Wednesday, March 02, 2005

Hunter S. Thompson revisited

via Alex Jones at Prison Planet--

Newsday: ASPEN, Colo. -- Hunter S. Thompson's body was found in a chair in the kitchen in front of his typewriter with the word "counselor" typed in the center of the page, according to sheriff's reports. The word was typed on stationery from the Fourth Amendment Foundation, which was started to defend victims of unwarranted search and seizure, according to reports released Tuesday. [2.28.2005-HZ]

from the Toronto Globe and Mail:


Saturday, February 26, 2005, Page F9
Hunter telephoned me on Feb. 19, the night before his death. He sounded scared. It wasn't always easy to understand what he said, particularly over the phone, he mumbled, yet when there was something he really wanted you to understand, you did. He'd been working on a story about the World Trade Center attacks and had stumbled across what he felt was hard evidence showing the towers had been brought down not by the airplanes that flew into them but by explosive charges set off in their foundations. Now he thought someone was out to stop him publishing it: "They're gonna make it look like suicide," he said. "I know how these bastards think."

That's how I imagine a tribute to Hunter S. Thompson should begin. He was indeed working on such a story, but it wasn't what killed him. He exercised his own option to do that. As he said to more than one person, "I would feel real trapped in this life if I didn't know I could commit suicide at any time."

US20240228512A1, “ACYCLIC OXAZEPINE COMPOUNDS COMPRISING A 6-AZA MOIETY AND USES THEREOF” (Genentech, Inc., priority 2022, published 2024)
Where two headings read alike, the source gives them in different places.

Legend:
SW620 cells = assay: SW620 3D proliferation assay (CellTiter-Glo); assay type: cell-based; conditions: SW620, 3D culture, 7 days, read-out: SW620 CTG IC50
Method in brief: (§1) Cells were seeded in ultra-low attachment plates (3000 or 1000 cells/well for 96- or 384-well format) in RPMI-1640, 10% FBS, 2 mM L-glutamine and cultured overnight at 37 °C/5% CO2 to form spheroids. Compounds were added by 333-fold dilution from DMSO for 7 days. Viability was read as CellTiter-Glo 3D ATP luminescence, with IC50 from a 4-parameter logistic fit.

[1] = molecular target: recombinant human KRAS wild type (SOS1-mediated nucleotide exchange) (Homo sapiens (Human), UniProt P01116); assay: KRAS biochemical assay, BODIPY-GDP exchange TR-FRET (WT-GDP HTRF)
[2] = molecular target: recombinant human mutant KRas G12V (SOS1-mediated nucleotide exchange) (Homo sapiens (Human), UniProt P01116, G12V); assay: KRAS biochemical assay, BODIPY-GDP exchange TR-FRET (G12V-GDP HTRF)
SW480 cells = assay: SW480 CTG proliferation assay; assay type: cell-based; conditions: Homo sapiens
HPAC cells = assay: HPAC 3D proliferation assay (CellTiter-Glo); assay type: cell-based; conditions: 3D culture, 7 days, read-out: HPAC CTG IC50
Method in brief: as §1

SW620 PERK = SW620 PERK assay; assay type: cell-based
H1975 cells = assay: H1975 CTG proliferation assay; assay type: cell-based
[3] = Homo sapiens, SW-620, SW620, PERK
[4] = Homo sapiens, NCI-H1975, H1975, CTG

the first paragraph appears for free at the Globe and Mail's URL; the second paragraph and the rest of the story requires a (paid) registration. If the Globe and Mail is such an august journal, and if Roberts was indeed Thompson's friend, why are they exploiting his death, whether suicide or not, with such a teasing equivocation? Nevertheless, there are pieces that don't add up.(2nd paragraph courtesy Mack White's 2.27.2005 post,which I had difficulty hyperlinking.)

from CNN:

"I was on the phone with him, he set the receiver down and he did it. I heard the clicking of the gun," Anita Thompson told the Aspen Daily News in Friday's editions. She said her husband had asked her to come home from a health club so they could work on his weekly ESPN column -- but instead of saying goodbye, he set the telephone down and shot himself. Thompson said she heard a loud, muffled noise, but didn't know what had happened. "I was waiting for him to get back on the phone," she said. (Her account to Rocky Mountain News reporter Jeff Kass is slightly different: "I did not hear any bang," she told Kass. She added that Thompson's son, who was in the house at the time, believed that a book had fallen when he heard the shot, according to Kass' report.)

some additional links:

Liberty Think: "Thompson thought 9-11 was an inside job"

Total 911 Info

NY Times: 9-11 Report